Were you looking for information about Bubonic Plague? Bubonic plauge is a common misspelling of bubonic plague.
Bubonic plague is an infectious illness that can affect humans and some animals -- in particular, rodents and parasites such as fleas or lice. The bacteria that cause the disease are typically transmitted in one of three ways: inhaling infected droplets, direct contact with infected tissue or bodily fluids, or bites from infected animals. The disease occurs more frequently during the spring and summer months, especially in males and people under the age of 20. In the United States, there has not been a case transmitted from person to person since 1924.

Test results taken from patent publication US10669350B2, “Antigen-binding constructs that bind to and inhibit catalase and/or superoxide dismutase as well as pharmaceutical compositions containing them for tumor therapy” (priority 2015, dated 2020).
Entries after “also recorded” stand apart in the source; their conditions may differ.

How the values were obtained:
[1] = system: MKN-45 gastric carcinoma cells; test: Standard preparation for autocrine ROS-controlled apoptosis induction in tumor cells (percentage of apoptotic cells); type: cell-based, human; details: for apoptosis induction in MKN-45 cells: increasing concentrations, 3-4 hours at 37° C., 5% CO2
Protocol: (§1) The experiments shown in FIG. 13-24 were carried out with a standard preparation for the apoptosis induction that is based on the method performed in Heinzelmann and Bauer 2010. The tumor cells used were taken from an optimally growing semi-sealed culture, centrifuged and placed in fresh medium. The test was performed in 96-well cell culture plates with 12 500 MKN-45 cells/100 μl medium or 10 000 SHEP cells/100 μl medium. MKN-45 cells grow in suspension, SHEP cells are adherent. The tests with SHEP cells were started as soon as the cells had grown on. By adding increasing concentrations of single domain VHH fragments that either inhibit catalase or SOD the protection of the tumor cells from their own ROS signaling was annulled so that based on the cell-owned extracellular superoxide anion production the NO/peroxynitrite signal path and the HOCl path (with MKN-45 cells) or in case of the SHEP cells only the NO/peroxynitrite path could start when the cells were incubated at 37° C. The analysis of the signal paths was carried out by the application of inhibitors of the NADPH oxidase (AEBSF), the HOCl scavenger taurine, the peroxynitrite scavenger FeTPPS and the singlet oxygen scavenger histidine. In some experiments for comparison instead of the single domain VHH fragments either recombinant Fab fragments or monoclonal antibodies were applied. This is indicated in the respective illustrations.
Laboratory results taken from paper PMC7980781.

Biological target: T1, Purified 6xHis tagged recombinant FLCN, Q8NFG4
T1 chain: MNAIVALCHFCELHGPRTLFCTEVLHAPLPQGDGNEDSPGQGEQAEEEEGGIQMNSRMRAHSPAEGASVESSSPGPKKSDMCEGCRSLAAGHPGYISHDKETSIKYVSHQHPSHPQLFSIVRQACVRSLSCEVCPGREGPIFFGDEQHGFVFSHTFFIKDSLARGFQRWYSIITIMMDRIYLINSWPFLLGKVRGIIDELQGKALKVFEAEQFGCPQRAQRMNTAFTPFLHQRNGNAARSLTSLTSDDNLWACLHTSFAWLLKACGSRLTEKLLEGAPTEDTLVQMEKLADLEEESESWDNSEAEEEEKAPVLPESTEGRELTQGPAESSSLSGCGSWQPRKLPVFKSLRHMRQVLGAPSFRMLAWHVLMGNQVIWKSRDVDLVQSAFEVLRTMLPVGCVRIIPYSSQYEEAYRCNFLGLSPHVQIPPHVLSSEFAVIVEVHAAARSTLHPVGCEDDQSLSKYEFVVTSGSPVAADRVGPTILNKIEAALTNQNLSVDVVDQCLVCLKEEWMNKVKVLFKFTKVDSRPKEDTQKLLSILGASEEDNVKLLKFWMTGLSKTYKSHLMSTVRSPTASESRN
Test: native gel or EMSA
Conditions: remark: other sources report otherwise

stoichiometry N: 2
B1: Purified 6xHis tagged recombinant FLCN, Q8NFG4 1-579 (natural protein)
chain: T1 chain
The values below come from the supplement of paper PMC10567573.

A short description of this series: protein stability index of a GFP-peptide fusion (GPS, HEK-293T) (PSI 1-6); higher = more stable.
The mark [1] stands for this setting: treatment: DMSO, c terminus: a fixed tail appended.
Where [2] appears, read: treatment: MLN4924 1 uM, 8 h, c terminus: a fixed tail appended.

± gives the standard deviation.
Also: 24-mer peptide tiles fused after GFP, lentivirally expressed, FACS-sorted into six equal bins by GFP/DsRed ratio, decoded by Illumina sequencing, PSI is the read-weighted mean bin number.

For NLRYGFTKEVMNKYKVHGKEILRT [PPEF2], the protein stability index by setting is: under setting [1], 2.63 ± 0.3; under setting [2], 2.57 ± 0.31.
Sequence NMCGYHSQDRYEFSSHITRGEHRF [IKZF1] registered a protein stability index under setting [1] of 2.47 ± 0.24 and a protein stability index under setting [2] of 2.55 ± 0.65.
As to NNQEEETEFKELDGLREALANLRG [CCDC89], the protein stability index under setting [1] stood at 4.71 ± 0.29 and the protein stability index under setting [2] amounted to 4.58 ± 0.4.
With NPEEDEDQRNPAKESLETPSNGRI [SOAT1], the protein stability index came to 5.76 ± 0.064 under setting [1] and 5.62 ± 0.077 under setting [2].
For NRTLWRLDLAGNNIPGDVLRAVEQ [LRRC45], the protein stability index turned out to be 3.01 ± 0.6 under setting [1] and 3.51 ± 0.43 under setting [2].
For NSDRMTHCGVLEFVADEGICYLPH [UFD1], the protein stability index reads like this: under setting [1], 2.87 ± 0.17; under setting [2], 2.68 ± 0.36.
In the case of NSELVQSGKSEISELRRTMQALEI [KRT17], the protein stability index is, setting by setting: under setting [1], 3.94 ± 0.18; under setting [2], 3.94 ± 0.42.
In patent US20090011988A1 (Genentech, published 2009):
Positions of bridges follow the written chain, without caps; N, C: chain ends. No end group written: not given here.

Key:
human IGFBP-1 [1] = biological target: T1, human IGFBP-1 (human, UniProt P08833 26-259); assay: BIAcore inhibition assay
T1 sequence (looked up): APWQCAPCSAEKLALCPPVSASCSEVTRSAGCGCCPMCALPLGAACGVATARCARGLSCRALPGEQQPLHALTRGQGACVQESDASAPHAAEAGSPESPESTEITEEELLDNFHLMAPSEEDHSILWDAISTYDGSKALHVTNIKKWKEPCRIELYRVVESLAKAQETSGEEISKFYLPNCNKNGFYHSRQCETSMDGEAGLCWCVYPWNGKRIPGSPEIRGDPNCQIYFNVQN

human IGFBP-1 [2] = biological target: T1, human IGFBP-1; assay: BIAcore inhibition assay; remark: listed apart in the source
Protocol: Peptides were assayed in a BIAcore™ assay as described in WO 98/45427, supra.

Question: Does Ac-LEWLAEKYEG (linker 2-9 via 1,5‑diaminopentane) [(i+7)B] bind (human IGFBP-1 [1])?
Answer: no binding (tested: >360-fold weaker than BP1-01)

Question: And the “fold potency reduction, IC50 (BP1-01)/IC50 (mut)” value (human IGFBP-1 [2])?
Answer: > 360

When bubonic plague is suspected, the person should be hospitalized and placed in isolation. Even before lab tests come back, treatment will be started, typically involving antibiotics and supportive care. It also important that people who have been in close contact with a patient be identified and evaluated for possible treatment. The mortality rate for this type of plague is 50 to 90 percent if not treated; the mortality rate is 15 percent when the disease is diagnosed and treated early.
(Click Bubonic Plague for in-depth information on the causes, symptoms, history, and treatment options of this infectious disease. You can also click any of the links in the box to the right for more specific information.)